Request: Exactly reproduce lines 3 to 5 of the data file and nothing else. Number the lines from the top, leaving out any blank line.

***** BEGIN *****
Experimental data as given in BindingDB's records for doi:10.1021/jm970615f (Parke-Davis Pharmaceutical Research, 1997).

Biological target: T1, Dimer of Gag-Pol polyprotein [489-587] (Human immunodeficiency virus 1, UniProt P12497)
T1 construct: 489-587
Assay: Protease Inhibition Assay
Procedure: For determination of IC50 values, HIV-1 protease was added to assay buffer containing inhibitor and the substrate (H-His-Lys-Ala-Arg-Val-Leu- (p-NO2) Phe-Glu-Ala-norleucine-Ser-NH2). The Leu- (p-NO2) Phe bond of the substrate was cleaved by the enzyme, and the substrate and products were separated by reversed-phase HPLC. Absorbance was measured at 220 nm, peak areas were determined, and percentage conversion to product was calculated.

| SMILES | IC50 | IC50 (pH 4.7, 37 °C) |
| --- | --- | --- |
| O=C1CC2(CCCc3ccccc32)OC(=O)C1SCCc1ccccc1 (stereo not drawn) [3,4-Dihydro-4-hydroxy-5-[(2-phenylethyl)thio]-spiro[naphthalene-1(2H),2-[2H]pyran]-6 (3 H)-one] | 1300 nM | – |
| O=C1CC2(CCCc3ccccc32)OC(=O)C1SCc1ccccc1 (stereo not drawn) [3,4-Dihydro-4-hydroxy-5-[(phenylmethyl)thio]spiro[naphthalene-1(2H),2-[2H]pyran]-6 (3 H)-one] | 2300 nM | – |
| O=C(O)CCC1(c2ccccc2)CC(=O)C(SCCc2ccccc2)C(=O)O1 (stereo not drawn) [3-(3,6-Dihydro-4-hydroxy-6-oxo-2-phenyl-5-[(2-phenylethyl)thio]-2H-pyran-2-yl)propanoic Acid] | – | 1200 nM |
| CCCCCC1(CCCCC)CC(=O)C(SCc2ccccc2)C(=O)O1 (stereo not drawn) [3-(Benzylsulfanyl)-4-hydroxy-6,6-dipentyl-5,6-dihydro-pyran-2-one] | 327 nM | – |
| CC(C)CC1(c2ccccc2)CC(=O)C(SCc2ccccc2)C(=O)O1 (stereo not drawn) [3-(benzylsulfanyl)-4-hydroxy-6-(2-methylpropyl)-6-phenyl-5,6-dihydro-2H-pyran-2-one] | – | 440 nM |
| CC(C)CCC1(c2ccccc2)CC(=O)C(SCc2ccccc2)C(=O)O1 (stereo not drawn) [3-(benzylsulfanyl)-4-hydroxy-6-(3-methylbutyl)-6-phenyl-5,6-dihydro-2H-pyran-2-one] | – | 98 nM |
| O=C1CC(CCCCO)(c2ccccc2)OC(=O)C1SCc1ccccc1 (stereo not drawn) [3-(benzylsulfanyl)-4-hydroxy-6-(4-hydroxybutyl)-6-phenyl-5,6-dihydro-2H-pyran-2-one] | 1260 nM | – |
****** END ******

T1 construct: 489-587
Assay: Protease Inhibition Assay
Procedure: For determination of IC50 values, HIV-1 protease was added to assay buffer containing inhibitor and the substrate (H-His-Lys-Ala-Arg-Val-Leu- (p-NO2) Phe-Glu-Ala-norleucine-Ser-NH2). The Leu- (p-NO2) Phe bond of the substrate was cleaved by the enzyme, and the substrate and products were separated by reversed-phase HPLC. Absorbance was measured at 220 nm, peak areas were determined, and percentage conversion to product was calculated.